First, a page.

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Thursday, August 10, 2006

Entrepreneurial Brainstorming session N.2: would basically be the Internet gateway of a real satellite television channel, the television channel of the People.

People vote (through the Internet, mobile phones, fax & telephone) for plannings, and the TV shows & programs to fill plannings in. Commercial broadcasting time will be broken down through an auction system: advertisers will be required to bid in order to obtain the targeted commercial timeframes.

People will also vote for the best commercials, which will be granted free prime-time spots to be allocated to charities. Basically, the winning advertiser will give out its commercial time to a charity it will have chosen.

Again, people will send donations (Internet, mobile phones, etc.). Biggest donators (individuals or organizations) will be granted free prime-time spots and be able to chose the advertising (politics, environment, themselves talking, their company, etc.) they´d like to watch.

This way, there would be no more program nobody would want to see. People will feel they entertain more wisely, spend their time & money better, & contribute to fighting poverty & diseases.

To make it short, is a TV channel inspired by eBay, LastMinute, Kiva & Wikipedia.


  • You really do believe in the goodwill and the enthusiasm of people.
    So, if I this time understood correctly, the problem solves is that current television is full of program's no-one wants to see?
    The dangerous fallacy here is that you, Jeremy, do not represent the People. You're in a small minority. You're well educated, urban, employed, young European man. One of the hardest targets day-time television and advertisers have.
    Does the People really want/need this kind of channel? Or is it just you and me?
    I do agree with you that the current model of television channels is antique. Modern urban young people are not letting television schedule run their life. That's why we have bittorrent and active tv-capping warez groups so we can watch the few interesting tv shows whenever we want... =)

    By Blogger Kari, at 8/10/2006 12:22:00 PM  

  • Kari, think twice: what about the hundred million users of MySpace, YouTube, Google Video? Isn´t the triple-digits monthly growth of videocasting a direct consequence of more boring and low-quality TV than ever? On all these online video services, people come to watch programs they´ve chosen. People want power! User-generated content websites work perfectly.´s mission statement is to reproduce in the reality, offline, the democratic wind that has been blowing on the Internet. will give the people what they want.

    By Blogger Jeremy Fain, at 8/10/2006 12:35:00 PM  

  • Which percentage of YouTube, Google Videos et al has been rights cleared? Their spotty business model is dependant on legally gray material. But you're right, TiVos, YouTubes and Bittorrent all point out that the push-mentality of current tv programming is not what we want. What you're planning sounds like YouTube, where everyone watches the same stream, where they can vote on the next show. I believe, the power of YouTube et al is that everyone is watching different shows at the same time (i.e. it's not giving people what they want, it's giving people what majority wants). The iTunes model is near my preferred method where I can get shows whenever I want after they're published and watch them whenever I want. This is how books and DVDs and other thing you buy works. This has many same characteristics of the battle between radio and iPod.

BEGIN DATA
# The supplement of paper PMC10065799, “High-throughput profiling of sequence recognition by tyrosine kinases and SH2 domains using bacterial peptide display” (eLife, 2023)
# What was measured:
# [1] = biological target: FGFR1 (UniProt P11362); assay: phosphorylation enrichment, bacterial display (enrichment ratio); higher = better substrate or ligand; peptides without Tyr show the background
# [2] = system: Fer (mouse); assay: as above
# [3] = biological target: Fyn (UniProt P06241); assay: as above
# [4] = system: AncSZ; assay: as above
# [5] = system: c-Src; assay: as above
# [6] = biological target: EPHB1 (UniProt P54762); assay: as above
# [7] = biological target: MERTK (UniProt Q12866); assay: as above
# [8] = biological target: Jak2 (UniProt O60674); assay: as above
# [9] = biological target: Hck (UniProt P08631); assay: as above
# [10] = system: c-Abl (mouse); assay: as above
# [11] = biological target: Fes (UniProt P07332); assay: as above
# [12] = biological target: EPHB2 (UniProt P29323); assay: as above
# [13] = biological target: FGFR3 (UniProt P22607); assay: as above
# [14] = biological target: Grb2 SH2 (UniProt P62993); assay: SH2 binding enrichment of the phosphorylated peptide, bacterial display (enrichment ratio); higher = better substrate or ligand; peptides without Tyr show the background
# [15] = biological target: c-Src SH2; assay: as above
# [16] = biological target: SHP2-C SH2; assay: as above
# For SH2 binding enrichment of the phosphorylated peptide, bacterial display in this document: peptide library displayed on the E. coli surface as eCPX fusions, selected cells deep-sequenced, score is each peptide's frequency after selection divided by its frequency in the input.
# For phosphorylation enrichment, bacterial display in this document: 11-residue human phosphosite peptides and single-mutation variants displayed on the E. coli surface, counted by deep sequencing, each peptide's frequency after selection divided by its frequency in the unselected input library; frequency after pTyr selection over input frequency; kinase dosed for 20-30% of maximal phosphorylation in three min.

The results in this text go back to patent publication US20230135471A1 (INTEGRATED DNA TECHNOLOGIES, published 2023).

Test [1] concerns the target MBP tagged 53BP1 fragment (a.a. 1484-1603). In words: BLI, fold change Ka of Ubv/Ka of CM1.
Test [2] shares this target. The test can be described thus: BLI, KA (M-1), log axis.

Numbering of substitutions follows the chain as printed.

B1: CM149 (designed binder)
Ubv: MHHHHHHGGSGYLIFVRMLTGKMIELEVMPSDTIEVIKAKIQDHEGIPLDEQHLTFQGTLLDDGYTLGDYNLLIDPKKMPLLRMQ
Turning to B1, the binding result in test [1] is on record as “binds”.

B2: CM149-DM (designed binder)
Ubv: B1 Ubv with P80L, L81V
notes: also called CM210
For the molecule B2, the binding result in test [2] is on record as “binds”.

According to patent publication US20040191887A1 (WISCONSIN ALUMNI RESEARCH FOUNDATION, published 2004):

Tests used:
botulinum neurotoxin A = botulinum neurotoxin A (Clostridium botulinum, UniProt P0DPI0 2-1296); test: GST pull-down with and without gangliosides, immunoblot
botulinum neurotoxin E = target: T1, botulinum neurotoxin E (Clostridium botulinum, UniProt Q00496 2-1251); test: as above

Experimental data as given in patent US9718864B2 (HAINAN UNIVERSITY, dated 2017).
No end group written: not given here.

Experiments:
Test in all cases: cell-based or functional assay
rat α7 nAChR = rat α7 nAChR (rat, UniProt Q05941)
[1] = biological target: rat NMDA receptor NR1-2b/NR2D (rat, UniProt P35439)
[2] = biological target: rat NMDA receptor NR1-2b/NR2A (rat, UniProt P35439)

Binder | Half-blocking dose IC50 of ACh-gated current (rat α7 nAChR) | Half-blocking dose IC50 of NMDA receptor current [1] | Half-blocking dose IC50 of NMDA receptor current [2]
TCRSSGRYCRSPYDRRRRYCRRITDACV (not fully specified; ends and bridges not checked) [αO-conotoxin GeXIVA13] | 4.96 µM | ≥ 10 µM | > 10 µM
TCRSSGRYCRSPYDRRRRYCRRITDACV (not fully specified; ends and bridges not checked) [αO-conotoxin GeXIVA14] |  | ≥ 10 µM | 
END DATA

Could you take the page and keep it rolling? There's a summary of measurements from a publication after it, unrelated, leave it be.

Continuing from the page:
Video on internet is still evolving (but quite rapidly!), but one things still sure. Satellite/cable is still the preferred method for transportation of video, no matter if you like what's on or not. Real-time (HD)TV over IP is still a pipe dream.
    Isn't it strange that "Funniest homevideos" is the worst show ever on television, but on the internet, is flourishing like nothing else? Are people on the net more interested in genuine real life oddities than well-written drama that even shows like Las Vegas (my favourite, btw) are in comparision? =)
    If digg is the poster boy for this new "democracy" you speak of, I'm afraid, real afraid.
    I'd put my money in RSS/Podcast+iTunes+Bittorrent -infrastructure. But that's just how I'd like it. There may very well be a audience for interactive TV and what I recall, it's been tried in some forms before.

    By Blogger Kari, at 8/10/2006 01:01:00 PM  

  • You´re making sort of a point. However, baby boomers are papy booming: unlike TV, no everybody has access to the RSS / Podcast + iTunes + Bittorrent you´re mentioning.

    The dangerous fallacy here is that you, Kari, do not represent the People. You're in a small minority. You're well educated, urban, employed, young European man. One of the hardest targets day-time television and advertisers have ;-)

    TV is the epitome of mass media. And aims at masses, not at an elite. Few people can understand (and afford) the RSS / Podcast + iTunes + Bittorrent set.

    By Blogger Jeremy Fain, at 8/10/2006 01:25:00 PM  

  • Two posts by French Blogging Evangelist Loïc Le Meur, both supporting Kari´s viewpoint rather than mine:

    The Future of Television: RSS ?

    Teens spend 600% more time online than on TV

    By Blogger Jeremy Fain, at 8/10/2006 04:07:00 PM  

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